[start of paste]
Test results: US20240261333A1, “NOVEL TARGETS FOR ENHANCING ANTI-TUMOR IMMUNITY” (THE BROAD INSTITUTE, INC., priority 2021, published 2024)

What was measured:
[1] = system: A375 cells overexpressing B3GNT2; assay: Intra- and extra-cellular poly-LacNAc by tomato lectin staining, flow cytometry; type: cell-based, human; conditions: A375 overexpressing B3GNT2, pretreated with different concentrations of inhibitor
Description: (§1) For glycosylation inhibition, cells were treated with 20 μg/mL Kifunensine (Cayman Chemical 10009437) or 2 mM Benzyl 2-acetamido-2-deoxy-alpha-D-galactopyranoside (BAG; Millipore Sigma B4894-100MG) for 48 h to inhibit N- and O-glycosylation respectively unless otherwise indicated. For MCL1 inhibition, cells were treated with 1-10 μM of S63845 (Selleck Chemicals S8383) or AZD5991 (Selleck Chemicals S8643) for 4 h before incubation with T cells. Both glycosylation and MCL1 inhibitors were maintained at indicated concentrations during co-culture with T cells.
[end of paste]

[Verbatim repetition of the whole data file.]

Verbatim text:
Test results: US20240261333A1, “NOVEL TARGETS FOR ENHANCING ANTI-TUMOR IMMUNITY” (THE BROAD INSTITUTE, INC., priority 2021, published 2024)

What was measured:
[1] = system: A375 cells overexpressing B3GNT2; assay: Intra- and extra-cellular poly-LacNAc by tomato lectin staining, flow cytometry; type: cell-based, human; conditions: A375 overexpressing B3GNT2, pretreated with different concentrations of inhibitor
Description: (§1) For glycosylation inhibition, cells were treated with 20 μg/mL Kifunensine (Cayman Chemical 10009437) or 2 mM Benzyl 2-acetamido-2-deoxy-alpha-D-galactopyranoside (BAG; Millipore Sigma B4894-100MG) for 48 h to inhibit N- and O-glycosylation respectively unless otherwise indicated. For MCL1 inhibition, cells were treated with 1-10 μM of S63845 (Selleck Chemicals S8383) or AZD5991 (Selleck Chemicals S8643) for 4 h before incubation with T cells. Both glycosylation and MCL1 inhibitors were maintained at indicated concentrations during co-culture with T cells.